Health Matters

Can we slow down the aging process? 

Why do we age? 

No one really knows. Gerontologists theorize that aging is controlled by our genes and influenced by our environment, culture, lifestyle, diet, activity level, illnesses, and many other factors throughout our lifespan.

Telomeres and aging. 

Scientists believe that DNA damage is the driver of aging. DNA is what your genes are made of. Genes are contained in chromosomes. The tips of chromosomes are protected by telomeres. 

Telomeres are sequences of DNA that protect the chromosomal contents (genes) from becoming damaged. They are little protective caps, similar to the plastic tips on the ends of shoelaces that stop the ends from fraying. During normal aging, DNA damage occurs continuously by exogenous agents (such as viral infections, UV and high energy blue light rays, and chemical compounds in food, water, and air) and endogenous stresses (such as oxidative stress from free radicals and reactive oxygen species, uncontrolled blood glucose levels, nutritional deficiencies and imbalances, and acute and chronic inflammation). The damaged DNA causes the telomere(s) to shorten. A shortened telomere signals DNA repair systems into action. Although the cell can efficiently remove most of the DNA damage that occurs on a daily basis, some may escape detection, is irreparable, is repaired too late or is repaired erroneously. Over time, the accumulation of damaged DNA may affect the cells’ ability to make “must have”materials required for regular cellular, tissue, and/or organ function. DNA damage and telomere length are believed to play a major role in controlling the aging process. 

Is aging reversible? 

Yes and no. 

Telomere length shortens with age. The rate of shortening may indicate the rate of aging. 

The rate of telomere shortening may be influenced by a combination of genetic factors and lifestyle factors, including epigenetic make-up and environment, physical and mental stress, social and economic status, lack of exercise, body weight, consumption of an unhealthy diet, smoking, exposure to environmental pollutants, and drug/medication usage. Accelerated telomere shortening was associated with the early onset of several age-related diseases including (coronary) heart disease, heart failure, diabetes, and osteoporosis. Gender does not appear to influence the rate of telomere shortening. Current evidence indicates that it may be possible to reverse or slow down some of the progressive physiological changes associated with aging through lifestyle modifications. 

Telomere length is positively associated with regular dietary intake of fiber and foods with a rich antioxidant content and polyunsaturated fatty acids (PUFAs). In particular, regular consumption of foods rich in the PUFAs and omega-3 and omega-6 fatty acids, has been reported to maintain and reduce the rate of telomere shortening. Farazaneh-Far et al (2010) discovered that over a five year period that women who consumed a diet rich in antioxidants, including vitamin E and vitamin C, had longer telomeres compared to those whose diet lacked antioxidants. Antioxidants protect telomeric DNA from oxidative (free radical) damage.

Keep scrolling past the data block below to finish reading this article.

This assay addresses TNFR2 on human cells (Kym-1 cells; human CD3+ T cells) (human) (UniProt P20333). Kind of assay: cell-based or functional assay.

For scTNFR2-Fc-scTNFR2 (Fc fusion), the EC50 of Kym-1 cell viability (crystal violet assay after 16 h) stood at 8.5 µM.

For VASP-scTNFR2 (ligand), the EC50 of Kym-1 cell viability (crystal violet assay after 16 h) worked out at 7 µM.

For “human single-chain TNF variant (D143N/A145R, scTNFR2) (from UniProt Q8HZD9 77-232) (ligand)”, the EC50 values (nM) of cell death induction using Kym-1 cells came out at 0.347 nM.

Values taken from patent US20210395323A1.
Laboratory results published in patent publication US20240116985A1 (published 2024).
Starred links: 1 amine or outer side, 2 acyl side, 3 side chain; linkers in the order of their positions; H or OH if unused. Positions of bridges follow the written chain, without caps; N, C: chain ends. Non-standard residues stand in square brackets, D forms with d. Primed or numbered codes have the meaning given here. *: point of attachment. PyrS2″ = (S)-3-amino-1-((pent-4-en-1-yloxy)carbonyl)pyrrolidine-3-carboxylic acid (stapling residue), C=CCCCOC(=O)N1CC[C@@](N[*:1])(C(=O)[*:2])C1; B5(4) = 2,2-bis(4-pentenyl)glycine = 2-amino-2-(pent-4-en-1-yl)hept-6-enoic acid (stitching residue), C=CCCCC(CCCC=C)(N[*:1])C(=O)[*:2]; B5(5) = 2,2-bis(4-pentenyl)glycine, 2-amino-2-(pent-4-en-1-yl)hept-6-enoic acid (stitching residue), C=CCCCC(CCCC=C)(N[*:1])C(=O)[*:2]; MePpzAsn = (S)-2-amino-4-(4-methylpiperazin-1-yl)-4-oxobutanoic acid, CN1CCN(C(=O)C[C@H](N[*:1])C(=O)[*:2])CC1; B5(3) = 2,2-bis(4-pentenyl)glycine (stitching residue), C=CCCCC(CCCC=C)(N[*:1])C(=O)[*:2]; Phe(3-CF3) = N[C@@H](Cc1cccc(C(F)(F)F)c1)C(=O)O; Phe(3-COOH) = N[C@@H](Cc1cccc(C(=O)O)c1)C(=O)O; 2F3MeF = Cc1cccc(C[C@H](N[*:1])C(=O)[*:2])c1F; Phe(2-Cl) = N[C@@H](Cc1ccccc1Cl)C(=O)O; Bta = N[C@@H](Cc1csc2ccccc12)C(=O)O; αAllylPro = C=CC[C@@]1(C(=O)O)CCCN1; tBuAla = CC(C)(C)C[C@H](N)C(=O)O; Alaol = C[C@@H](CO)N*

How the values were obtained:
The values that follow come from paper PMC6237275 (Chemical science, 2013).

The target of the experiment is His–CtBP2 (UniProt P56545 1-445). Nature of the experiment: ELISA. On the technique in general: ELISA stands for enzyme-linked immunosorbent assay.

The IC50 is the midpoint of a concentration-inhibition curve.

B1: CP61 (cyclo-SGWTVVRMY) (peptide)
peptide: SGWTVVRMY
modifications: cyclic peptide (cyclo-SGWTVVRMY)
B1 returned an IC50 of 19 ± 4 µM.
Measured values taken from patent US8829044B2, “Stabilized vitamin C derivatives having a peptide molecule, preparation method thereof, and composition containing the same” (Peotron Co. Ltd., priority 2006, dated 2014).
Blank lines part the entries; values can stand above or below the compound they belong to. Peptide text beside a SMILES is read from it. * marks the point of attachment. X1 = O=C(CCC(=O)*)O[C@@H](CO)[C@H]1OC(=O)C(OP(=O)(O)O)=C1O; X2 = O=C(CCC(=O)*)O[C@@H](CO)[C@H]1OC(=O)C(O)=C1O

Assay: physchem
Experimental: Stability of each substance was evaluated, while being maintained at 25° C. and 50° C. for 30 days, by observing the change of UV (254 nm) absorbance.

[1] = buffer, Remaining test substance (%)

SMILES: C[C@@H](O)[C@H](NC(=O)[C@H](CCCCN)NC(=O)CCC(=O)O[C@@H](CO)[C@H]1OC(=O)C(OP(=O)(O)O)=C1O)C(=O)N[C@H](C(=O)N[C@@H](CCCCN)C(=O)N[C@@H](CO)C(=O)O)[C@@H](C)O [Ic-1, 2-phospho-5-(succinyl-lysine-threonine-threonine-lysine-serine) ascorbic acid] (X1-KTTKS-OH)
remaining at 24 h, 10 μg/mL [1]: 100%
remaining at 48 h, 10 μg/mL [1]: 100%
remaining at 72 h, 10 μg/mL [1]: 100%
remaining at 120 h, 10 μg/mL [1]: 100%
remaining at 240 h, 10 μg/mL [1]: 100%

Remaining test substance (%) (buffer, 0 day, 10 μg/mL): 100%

Think Cellular Energy. 

Human studies highlight the relationship between impaired (mitochondrial) energy production, shortened telomeres, and age-related decline in heart, liver, lung, and brain function. Optimal mitochondrial function requires healthy B vitamin levels. Sub-optimal B vitamin status, including vitamin B6, B12, and folic acid deficiencies, are associated with age-related degenerative diseases of the heart (cardiovascular disease, high blood pressure), cognitive dysfunction, and osteoporosis. Oh et al (2019) shared that the B vitamins, particularly vitamin B12, are required for the maintenance of telomere length and chromosome stability. One of the consequences of aging is the development of high cholesterol levels. Forty percent of Canadians over the age of 40 manage their high cholesterol levels with a statin medication. 

Statins not only lower endogenous cholesterol synthesis but simultaneously lowers CoQ synthesis. CoQ is an essential cofactor for cellular energy production and is a powerful antioxidant that prevents the generation of free radicals that can modify proteins and lipids, damage DNA, and shorten telomeres. Deficiencies in B vitamins and CoQ can impair energy production required to repair the damaged DNA (and shortened chromosome(s)). 

Super Easymulti 45+ 

Both the Men’s and Women’s Super Easymulti 45+ is formulated as a 10 in 1 anti-ageing multi-supplement to support your daily dietary intake. It contains a therapeutic dose of CoQ10 and a maintenance dose of all the essential vitamins (including vitamin B12) and minerals. It also offers Milk Thistle along with other antioxidants. All of the ingredients are suspended in healthy oils for optimal absorption (Superior Nutrient Absorption). Super Easymulti 45+ includes Pumpkin Seed Oil, Saw Palmetto Fruit Extract, and Fish Oil for men and Borage Seed Extract and Flaxseed Oil for women. 


This article was written by: 

Dr. Mary Nagai, MD, PhD 

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